Govt urged to support companies manufacturing clean cook stoves

The government has been called upon to support companies manufacturing clean cook stoves for households to make its affordable and accessible.

The move is to promote sustainable clean cooking technologies to reduce smoke and toxic emissions, cooking time, fuel requirement, improved cooking effectiveness and efficiency.

The Strategic Youth Network for Development (SYND)made the call at a press conference in Accra yesterday after conducting a clean cooking research in some parts of the country.

The objectives of the research was to know participants’ experience on the use of the various cooking equipment, understand their choice of using a particular cooking equipment, determine the number of households using a clean cooking stove and assess the distribution of free clean cook stoves distributed by the government.

The seven-day research was conducted in Atwima Kwanwoma in the Ashanti Region, Tamale Metropolitan in Northern Region and Cape CoastMetropolitan in the Central Region.

Priscilla Adogo Ahiada, Energy Focal Point, SYND, addressing the gathering said the country launched an improved cooking distribution project which would see the manufacturing and free distribution of 500,000 improved charcoal stoves to 350,000 rural households across the country by 2022 which would benefit approximately 1.8 million Ghanaians.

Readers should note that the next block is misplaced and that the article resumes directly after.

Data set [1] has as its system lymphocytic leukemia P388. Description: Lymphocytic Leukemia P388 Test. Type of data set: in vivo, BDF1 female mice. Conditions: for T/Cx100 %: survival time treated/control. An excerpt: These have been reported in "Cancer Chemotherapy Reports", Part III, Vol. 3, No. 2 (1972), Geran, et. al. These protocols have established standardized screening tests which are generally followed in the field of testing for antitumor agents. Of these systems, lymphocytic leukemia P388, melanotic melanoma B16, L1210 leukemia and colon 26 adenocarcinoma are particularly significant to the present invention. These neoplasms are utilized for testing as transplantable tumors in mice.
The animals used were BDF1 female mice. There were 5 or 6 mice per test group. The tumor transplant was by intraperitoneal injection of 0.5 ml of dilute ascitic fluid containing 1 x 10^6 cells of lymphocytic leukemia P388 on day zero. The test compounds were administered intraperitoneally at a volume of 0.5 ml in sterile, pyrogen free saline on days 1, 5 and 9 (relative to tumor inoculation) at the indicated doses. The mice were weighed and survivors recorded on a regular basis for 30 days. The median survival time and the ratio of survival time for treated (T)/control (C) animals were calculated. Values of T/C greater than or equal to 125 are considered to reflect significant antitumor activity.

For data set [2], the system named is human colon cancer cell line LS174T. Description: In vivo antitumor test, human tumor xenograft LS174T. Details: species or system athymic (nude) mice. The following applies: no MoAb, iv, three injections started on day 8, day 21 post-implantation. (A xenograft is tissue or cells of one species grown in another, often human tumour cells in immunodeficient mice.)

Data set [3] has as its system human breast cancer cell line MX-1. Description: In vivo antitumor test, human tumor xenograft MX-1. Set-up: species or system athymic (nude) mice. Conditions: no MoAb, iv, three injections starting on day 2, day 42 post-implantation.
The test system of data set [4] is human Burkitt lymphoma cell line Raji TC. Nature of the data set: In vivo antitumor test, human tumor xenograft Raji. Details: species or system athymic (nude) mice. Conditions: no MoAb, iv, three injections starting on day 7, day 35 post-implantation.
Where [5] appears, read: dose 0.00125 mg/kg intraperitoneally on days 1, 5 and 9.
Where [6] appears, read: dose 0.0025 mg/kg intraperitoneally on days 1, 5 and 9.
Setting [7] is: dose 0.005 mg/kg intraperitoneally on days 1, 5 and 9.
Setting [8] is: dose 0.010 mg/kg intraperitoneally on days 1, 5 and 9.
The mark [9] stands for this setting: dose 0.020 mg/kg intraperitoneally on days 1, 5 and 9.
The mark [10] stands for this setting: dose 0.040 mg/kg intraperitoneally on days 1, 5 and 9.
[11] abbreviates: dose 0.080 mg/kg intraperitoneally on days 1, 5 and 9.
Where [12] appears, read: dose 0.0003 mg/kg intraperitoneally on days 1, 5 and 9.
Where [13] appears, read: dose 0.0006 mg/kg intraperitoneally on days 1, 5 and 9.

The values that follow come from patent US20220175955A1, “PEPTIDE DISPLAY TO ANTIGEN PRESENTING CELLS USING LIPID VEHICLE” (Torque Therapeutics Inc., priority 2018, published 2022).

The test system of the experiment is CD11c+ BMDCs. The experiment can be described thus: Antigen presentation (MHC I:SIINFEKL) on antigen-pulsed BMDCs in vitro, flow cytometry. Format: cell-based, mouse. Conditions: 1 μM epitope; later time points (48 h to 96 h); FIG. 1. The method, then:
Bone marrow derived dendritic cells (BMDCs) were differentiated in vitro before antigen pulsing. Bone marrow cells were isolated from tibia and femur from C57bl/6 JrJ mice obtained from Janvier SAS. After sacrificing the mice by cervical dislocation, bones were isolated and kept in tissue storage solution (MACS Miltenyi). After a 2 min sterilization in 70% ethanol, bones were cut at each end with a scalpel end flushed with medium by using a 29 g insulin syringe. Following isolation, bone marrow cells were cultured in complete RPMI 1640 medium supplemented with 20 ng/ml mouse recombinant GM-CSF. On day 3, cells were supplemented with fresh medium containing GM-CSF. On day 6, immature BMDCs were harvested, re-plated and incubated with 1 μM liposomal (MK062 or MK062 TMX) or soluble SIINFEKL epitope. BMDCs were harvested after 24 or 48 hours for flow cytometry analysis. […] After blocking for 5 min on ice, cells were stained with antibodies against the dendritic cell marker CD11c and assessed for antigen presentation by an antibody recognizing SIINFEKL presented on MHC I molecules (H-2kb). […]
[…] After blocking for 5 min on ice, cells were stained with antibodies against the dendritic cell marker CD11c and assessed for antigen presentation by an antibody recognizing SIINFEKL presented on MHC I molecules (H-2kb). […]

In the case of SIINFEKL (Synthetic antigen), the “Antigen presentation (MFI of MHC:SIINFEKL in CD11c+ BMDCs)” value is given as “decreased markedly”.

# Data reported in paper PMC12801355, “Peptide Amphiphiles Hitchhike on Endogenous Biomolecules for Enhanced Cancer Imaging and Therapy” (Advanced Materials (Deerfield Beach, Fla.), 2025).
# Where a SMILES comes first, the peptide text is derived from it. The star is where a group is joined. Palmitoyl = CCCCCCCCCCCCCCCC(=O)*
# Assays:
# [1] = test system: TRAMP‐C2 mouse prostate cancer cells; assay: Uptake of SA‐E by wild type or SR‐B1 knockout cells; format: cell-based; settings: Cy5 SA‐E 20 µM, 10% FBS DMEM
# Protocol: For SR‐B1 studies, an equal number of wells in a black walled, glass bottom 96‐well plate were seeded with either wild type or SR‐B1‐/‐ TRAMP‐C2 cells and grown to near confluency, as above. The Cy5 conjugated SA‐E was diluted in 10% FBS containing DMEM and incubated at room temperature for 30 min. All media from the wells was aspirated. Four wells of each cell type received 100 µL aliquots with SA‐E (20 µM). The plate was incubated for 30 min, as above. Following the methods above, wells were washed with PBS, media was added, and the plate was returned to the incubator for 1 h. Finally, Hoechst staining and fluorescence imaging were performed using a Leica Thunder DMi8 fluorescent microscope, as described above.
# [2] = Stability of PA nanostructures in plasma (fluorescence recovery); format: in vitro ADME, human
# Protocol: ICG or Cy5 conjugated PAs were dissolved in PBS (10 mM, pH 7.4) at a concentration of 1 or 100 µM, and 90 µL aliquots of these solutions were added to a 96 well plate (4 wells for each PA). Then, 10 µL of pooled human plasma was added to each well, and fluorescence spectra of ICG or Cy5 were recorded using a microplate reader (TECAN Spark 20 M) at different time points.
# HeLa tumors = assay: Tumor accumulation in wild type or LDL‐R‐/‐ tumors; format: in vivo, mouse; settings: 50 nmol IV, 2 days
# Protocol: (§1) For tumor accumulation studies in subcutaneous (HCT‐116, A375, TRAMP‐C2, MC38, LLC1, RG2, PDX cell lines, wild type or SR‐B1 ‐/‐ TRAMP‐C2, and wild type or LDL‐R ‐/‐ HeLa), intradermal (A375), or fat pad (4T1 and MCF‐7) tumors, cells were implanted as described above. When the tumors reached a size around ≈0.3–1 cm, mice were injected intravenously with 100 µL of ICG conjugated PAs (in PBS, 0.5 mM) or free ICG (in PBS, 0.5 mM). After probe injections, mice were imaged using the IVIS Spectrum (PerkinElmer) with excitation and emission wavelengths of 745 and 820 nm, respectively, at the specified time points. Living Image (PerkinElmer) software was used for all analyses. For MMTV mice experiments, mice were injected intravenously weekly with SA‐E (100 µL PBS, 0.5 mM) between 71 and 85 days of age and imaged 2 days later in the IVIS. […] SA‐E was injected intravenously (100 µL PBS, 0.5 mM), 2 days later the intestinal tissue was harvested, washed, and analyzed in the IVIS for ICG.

It formed part of the $5.5million project funded by the South Korea government expected to reduce significantly the emission of carbon dioxide and the rate of deforestation in the country.

She said the research would feed into the government’s free distribution of 500,000 clean cook stoves in terms of the next steps on policy directions.

Highlighting on the devastating impact of the deforestation, Ms Ahiada noted that replacing traditional cook stoves with more efficient and effective ones would impact positively on the health of the people, adding that, modern cookstoves emitted less greenhouse gases and reduced fuel use by 30 to 60 per cent.

“The natural forests are being depleted thus contributing to climate change with negative repercussions, and households that used traditional forms of cooking are exposed to indoor-air pollution which is responsible for the four million premature deaths per year globally as reported by the World Energy Outlook in 2012.

“The Economic Community of West African States (ECOWAS) regional level, 80 per cent of households still relied on traditional biomass as their primary source of fuel and it posed serious threats to the health of the people, especially women and children and climate change with its inherent health issues called for greater innovation and creativity and the need to passionately overcome the challenges,” Ms Ahiada cautioned.

She stressed on the need to support high quality cooking solutions saying “it is important to promote cookstoves that met quality standards for fuel efficiency, safety, reduced emissions, affordability, durability and convenience for households cooking needs.”

Ms Ahiada observed that it would guarantee that cookstoves were produced and used to their maximum, especially when local design and manufacturing technologies were promoted.

BY BENEDICTA GYIMAAH FOLLEY

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